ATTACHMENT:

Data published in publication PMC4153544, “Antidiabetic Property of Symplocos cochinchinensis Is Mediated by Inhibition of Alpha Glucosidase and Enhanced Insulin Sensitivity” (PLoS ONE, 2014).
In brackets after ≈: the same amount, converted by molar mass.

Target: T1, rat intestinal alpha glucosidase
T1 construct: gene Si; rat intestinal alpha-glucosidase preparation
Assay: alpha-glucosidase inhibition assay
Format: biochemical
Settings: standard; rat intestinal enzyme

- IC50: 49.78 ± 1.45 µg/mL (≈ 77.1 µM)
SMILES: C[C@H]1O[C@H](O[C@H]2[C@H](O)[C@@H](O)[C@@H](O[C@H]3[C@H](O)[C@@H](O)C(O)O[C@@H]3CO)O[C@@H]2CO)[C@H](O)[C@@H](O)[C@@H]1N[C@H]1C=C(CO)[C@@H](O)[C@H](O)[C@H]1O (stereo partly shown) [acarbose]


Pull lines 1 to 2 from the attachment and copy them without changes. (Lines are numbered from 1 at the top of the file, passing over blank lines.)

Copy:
Data published in publication PMC4153544, “Antidiabetic Property of Symplocos cochinchinensis Is Mediated by Inhibition of Alpha Glucosidase and Enhanced Insulin Sensitivity” (PLoS ONE, 2014).
In brackets after ≈: the same amount, converted by molar mass.